You have heard the buzzwords: Business Analytics, Big Data, Artificial Intelligence, Machine Learning. Did you know that today’s leading companies use them to make business decisions on a daily basis? Through the majors and minors offered by the Department of Analytics, students will learn about these modern tools and apply them to various business scenarios in the areas of finance, marketing, accounting, and management. Our flagship major, Business Analytics, for example, is currently one of the hottest areas in any business segment. The major was intelligently designed by our experienced faculty to complement your existing major through exposure to various data analysis tools and apps.

Our courses offer students valuable hands-on experience, and most include a semester-wide team project, which can involve real organizations as clients. Coursework includes business analytics methods, database systems, business intelligence, data mining, systems analysis and design, and project management. We encourage you to explore the future of business with us now!

DATA 2101 Business Analytics    3 Credits

Prerequisites: MATH 2217, sophomore standing.

This course introduces basic skills necessary for business analytics such as data analysis and preparation, probability and statistical modeling, data-driven decision making, and persuasion/storytelling with data. Spreadsheets are used as the platform for conducting analyses, performing statistical calculations, and presenting results. Previously BUAN 2101.

DATA 2980 Internship    1 Credit

Prerequisite: Sophomore standing.

Students may take up to two semesters of a department-approved internship. Students must be matriculated in the Dolan School of Business and have a GPA of 2.5 or higher. Previously BUAN 2980.

DATA 3210 Business Analytics Methods    3 Credits

Prerequisites: DATA 2101, junior standing.

This course focuses on quantitative modeling and analyzing business problems using spreadsheet software such as Excel, and data visualization software such as Tableau. Topics include descriptive analytics, visualizing and exploring data, predictive modeling, regression analysis, time series analysis, portfolio decisions, risk management, and simulation. Business models relevant to finance, accounting, marketing, and operations management are set up and solved, with managerial interpretations and "what if" analyses to provide further insight into real business problems and solutions. Previously IS 0210, BUAN 3210.

DATA 3235 Python Apps for Busn Analytics    3 Credits

Prerequisite: DATA 3210.

This course introduces students to business analytics using Python. Students should gain a fundamental understanding of how analytics can be done using Python. Business problems will be used for assignments and projects. Technical topics include reading/writing to files, data types, variables, simple control logic, loops, strings, lists, dictionaries, functions, and structure. Previously IS 0235, BUAN 3235.

DATA 3260 Database Systems    3 Credits

Prerequisite: DATA 2101.

The course begins by covering fundamental database concepts, such as data models, and then moves on to design concepts such as entity-relationship modeling. This essential background leads to in-depth study and hands-on use of the Structured Query Language (SQL) for defining, manipulating, accessing and managing data. A comprehensive semester-wide team project gives students an opportunity to bring together several database design and implementation concepts. Previously IS 0260, BUAN 3260.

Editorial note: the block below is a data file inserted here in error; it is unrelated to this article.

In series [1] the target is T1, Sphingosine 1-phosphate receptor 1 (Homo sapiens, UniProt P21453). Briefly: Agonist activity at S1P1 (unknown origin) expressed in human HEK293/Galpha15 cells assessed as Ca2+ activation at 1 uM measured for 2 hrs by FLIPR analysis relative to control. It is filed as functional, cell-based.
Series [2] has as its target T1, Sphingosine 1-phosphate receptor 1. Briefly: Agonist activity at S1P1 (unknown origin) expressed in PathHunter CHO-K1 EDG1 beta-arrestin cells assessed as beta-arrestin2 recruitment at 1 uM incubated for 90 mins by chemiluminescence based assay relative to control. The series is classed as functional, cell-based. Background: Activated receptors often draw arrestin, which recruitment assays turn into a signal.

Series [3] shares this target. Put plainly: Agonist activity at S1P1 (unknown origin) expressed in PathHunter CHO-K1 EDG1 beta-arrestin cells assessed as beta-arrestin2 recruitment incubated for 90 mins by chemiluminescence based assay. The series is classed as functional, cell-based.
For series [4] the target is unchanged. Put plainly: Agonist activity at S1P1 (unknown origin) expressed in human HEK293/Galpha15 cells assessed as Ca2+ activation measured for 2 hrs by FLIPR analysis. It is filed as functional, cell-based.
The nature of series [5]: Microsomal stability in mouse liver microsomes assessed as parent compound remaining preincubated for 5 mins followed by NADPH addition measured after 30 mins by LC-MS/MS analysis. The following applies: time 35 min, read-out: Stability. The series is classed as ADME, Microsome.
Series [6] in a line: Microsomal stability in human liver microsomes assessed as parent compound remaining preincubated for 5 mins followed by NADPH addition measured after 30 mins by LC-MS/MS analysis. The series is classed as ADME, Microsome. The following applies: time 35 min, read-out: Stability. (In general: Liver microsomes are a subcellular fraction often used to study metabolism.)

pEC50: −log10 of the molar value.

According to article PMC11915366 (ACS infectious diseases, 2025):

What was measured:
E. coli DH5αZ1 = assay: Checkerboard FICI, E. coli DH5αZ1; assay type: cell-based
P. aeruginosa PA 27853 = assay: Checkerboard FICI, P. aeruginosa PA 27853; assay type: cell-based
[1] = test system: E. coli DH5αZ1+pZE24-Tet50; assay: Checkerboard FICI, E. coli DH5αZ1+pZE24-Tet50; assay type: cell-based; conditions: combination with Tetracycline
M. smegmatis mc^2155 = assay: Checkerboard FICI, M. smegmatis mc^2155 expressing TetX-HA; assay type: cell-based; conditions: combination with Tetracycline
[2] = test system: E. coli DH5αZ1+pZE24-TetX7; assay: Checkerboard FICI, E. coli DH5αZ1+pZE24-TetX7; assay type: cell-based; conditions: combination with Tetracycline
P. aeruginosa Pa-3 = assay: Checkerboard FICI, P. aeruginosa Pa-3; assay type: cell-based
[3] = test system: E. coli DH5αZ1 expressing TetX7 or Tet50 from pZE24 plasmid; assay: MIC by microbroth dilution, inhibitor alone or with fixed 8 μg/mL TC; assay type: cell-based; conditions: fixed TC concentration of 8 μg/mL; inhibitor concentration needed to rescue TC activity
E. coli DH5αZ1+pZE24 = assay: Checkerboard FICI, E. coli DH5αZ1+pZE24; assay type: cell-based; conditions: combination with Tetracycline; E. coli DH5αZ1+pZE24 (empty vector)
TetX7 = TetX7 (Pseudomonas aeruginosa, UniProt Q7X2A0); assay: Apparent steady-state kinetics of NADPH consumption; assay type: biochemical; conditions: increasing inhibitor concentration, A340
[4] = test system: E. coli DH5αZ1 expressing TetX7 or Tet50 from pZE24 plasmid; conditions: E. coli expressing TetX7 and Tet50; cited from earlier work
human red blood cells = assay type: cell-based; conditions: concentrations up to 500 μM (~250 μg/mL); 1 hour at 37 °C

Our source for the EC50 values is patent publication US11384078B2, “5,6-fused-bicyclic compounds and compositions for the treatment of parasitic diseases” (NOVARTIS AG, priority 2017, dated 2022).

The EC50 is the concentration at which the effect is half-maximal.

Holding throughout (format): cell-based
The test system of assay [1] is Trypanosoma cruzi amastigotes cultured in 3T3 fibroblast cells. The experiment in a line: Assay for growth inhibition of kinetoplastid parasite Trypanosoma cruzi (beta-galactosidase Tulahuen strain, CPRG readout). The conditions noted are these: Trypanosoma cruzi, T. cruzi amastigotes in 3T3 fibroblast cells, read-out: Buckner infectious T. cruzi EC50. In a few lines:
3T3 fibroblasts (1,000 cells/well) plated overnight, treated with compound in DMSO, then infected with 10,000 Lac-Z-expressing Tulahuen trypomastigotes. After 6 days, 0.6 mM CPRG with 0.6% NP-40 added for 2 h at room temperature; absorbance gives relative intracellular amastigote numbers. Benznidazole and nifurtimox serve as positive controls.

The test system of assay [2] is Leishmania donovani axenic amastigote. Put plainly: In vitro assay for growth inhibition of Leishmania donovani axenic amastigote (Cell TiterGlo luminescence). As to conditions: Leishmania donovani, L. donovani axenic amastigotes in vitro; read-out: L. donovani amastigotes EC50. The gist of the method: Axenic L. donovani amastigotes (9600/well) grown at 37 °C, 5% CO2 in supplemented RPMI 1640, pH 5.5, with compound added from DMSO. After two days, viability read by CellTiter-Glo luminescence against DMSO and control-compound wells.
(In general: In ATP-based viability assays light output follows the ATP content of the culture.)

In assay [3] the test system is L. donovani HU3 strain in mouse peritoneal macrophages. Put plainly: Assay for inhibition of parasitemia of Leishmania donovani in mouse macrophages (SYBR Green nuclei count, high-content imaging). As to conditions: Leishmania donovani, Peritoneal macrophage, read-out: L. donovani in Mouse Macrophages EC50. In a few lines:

DATA 3335 Sports Analytics    3 Credits

Prerequisite: DATA 2101.

Virtually every sport has been improved in recent years with the introduction and widespread acceptance of analytical methods. Analytics help leagues, teams, referees, coaches, athletes, agents, and fans appreciate their favorite sports on a higher level. In this course, students will gain a broad perspective on the methods, findings, impact, and controversies within sports analytics across a variety of sports and e-sports, learn how to analytically evaluate and compare differing perspectives, and practice communicating findings to a non-analytical audience in an impactful and actionable way.

DATA 3980 Internship    3 Credits

Prerequisite: Junior standing.

Students may take up to two semesters of a department-approved internship. Students must be matriculated in the Dolan School of Business and have a GPA of 2.5 or higher. Previously BUAN 3980.

DATA 4310 Business Intelligence    3 Credits

Prerequisites: DATA 3210, DATA 3260.

Business Intelligence (BI) is an umbrella concept covering the processes and methods of collecting, storing, and analyzing data generated from business operations or activities to make informed business decisions. Disparate industries, such as retail, healthcare, and education, have adopted BI for various decision support purposes. Since data in today’s business environments is vast in volume and grows at a fast pace, utilizing computerized technologies helps managers make fact-based decisions to support business operations. This course provides an introduction to the use of business intelligence and data visualization in organizations, with emphasis on how data is gathered, stored, analyzed, and used. Topics covered include business intelligence, data warehousing, data visualization, and business reporting. Previously BUAN 4310.

DATA 4315 Data Mining and Applications    3 Credits

Prerequisites: DATA 3210, DATA 3260.

This course provides students with a practical understanding of data mining, applications, techniques, and tools, with a specific focus on business analytics. The pillars of the data mining process (data collection/extraction and mining) are demonstrated with real world examples. Applications of these techniques and tools to different areas are covered. A semester-wide team project provides students with hands-on experience to bring together data mining concepts learned. Previously IS 0315, BUAN 4315.

DATA 4999 Business Analytics Capstone    3 Credits

Prerequisite: Senior standing.

This course is the capstone for the business analytics major. Students collaborate on different types of analytical projects of varying scope and complexity. Each student acquires and applies specialized technical and managerial expertise as required for completing the projects. The capstone projects will be real-world, client-oriented, and faculty-guided applications. Supplementary instruction in analytical project design, development, and evaluation is provided on an as-needed basis within the context of the project work. Previously IS 0395, BUAN 4999.